March 23, 2006
NCAA Tournament

West Regional Preview | Grand Forks, N.D.


Minnesota's Ryan Potulny leads the nation with 38 goals.

NCAA Tournament Bracket | Info
National TV Schedule

Regional Preview Coverage
East: Capsules | Preview
Northeast: Capsules | Preview
Midwest: Capsules | Preview
West: Capsules

Ralph Engelstad Arena
Friday, March 24

6:30 p.m. ET: No. 1 Minnesota vs. No. 4 Holy Cross

9:30 p.m. ET: No. 2 North Dakota vs. No. 3 Michigan

Saturday, March 25

9 p.m. ET: Regional Final

By Nate Ewell


Because of the lack of suitable neutral-site arenas in CCHA and WCHA country, the NCAA hasn’t even awarded its Midwest and West Regional bids beyond 2009. In the meantime, we’ll face the problem of a higher seed playing in hostile environs, as Minnesota will surely face this weekend.

It’s not something unfamiliar to Minnesota (which hosted regionals at Mariucci Arena in 2003 and ’05) or Michigan (which advanced out of Yost Arena in 1998, 2002 and '03). If they wanted to complain, those teams wouldn’t have a leg to stand on – wisely, Gopher head coach Don Lucia has no public complaints about the No. 2 seed hosting the event.

“They earned the right to be there," Lucia said. "They knew if they played their way into the NCAA tournament they would get to host a regional. They got it done, so all the credit to them."

But it still bears watching: if Holy Cross can put up a fight against Minnesota Friday, what kind of crowd support will they get from Sioux fans rooting against the Gophers? And how will the Gophers react on Saturday, when there should be a very large, very loud crowd supporting the Sioux?


Thankfully, the NCAA legislation to ban the Fighting Sioux nickname has been tabled until April – thus avoiding what was certain to be a sideshow at the West Regional. Without that distraction, we can focus on the ice, where one of the secondary stories is what to expect from Michigan. It’s been a maddeningly inconsistent season in Ann Arbor, where at one point the Wolverines were in serious jeopardy of missing the NCAAs for the first time in 16 seasons. But if the young players display all their talents and Noah Ruden (most likely) puts in a good effort in goal, it’s not inconceivable that the Wolverines could advance to the Frozen Four, just as they did the last time they were a No. 3 seed, in 2003.

While You're There

Bonzers (old downtown Grand Forks; 420 Demers Ave.) is the best bet to catch out-of-town games on television. What’s more, a five-foot wooden Indian chief at the door and the old Chicago Blackhawks/UND hockey logo in neon above the bar likely ensures that you won’t be bothered by pushy NCAA types. Visitors should be sure to try the chili -- it's Grand Forks' best. Also, to add some extra local flavor, ask for ripple chips with your chili – it’s a Gino Gasparini favorite.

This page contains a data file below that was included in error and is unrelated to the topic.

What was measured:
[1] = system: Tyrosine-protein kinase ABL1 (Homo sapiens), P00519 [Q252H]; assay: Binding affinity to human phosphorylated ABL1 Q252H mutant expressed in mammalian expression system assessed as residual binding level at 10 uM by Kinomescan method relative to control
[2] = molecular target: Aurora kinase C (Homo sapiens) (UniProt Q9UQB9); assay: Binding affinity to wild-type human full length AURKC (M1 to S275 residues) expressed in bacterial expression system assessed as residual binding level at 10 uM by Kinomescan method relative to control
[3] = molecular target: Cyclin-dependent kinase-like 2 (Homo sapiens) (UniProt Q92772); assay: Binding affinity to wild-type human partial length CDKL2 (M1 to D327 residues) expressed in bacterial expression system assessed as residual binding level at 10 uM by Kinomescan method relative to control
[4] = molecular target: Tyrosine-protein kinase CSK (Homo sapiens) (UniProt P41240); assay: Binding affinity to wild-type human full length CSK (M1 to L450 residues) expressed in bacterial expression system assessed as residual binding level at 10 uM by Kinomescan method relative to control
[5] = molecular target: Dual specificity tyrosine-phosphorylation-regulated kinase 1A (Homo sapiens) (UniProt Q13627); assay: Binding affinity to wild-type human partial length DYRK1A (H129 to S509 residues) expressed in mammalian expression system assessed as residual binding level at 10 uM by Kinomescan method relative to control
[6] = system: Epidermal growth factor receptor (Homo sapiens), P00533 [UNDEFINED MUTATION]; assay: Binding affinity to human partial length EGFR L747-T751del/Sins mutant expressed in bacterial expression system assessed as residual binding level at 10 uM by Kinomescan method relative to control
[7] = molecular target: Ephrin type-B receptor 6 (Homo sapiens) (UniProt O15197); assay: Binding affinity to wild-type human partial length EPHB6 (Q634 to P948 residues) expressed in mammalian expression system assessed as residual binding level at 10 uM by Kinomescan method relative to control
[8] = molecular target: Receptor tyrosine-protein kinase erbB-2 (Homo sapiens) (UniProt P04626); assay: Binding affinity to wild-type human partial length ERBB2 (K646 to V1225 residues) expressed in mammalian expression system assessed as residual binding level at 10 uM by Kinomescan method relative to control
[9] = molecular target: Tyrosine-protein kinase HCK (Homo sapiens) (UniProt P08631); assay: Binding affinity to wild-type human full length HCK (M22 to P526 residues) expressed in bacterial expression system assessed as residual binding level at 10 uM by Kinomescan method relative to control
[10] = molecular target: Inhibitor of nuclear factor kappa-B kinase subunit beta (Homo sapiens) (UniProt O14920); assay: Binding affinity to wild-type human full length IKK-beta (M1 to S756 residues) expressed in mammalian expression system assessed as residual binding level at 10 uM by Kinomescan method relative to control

Another good call, also in old downtown (118 3rd Street), would be Joe Dimaggio's. This place is a large bar and grill with pool tables and video games (a little more kid-friendly). Try the Jordan Double Shot. It's the best – and largest – burger in town.
– Jayson Hron

You absolutely must visit the Red Pepper, a non-descript restaurant nestled in a residential area at 1011 University Ave. in Grand Forks, for its legendary grinders. Ordering is a snap -- your three choices are ham, turkey or salami. Whichever you choose, make sure you also get it with a scoop of taco meat. It sounds crazy, but it's a borderline religious experience.
– Mike Eidelbes


North Dakota’s suddenly 9-2-0 in its last 11, and those last two wins – against Wisconsin and St. Cloud State in the WCHA Final Five – were particularly impressive. Those brought the Broadmoor Trophy back to Grand Forks, along with a piece of revisionist history. A WCHA Final Five promotional poster which was designed to hype the tournament mistakenly listed the school as “North Dakota State University.” Understandably, that didn’t go over well in the Red River Valley, so the WCHA will bring corrected posters to Grand Forks this weekend.


We’re not sure if “clutch” can transfer through genes – check back in 20 years, once David “Big Papi” Ortiz’ kids are swinging a bat – but Ryan Potulny seems to have some of his brother’s knack for timing. Grant was the hero at the 2002 Frozen Four, quickly establishing himself as the man to see when Minnesota needed a goal. Ryan has inherited that role, as seen by his game-tying goal – his fourth of the game – with 14 seconds remaining against St. Cloud State Friday night. On the season, Potulny has five game-winner among his 38 goals.


Holy Cross is making its second trip to the NCAA Tournament in the last three years – the same number as Michigan State, Boston University, Cornell and Denver. Appearances alone won’t buy the Crusaders respect, however, and you can bet head coach Paul Pearl’s team heard the snickers about the Crusaders possibly getting in even without the Atlantic Hockey automatic bid. They watched last year as Mercyhurst and Bemidji State put scares into superior opponents and earned a measure of respect. Holy Cross’ chance to do the same comes Friday evening.


You better catch Jack Johnson now, because if you think NCAA Regional tickets are expensive, they’re nothing compared to the NHL, where he could be playing as soon as Monday. The Michigan defenseman is a feared physical presence, but that’s only one part of his game. He can also move the puck, use his strength in front of the net and play solid positionally. And he’ll see a lot of Drew Stafford.


One thing’s for sure: Minnesota and North Dakota can’t both return to the Frozen Four. And as special as the all-WCHA Frozen Four was for the conference, each team would probably like nothing better than to knock their rivals out of NCAA contention. While non-conference matchups carry a lot of appeal this time of year, pardon us if we enjoy this rivalry for a moment on the national stage.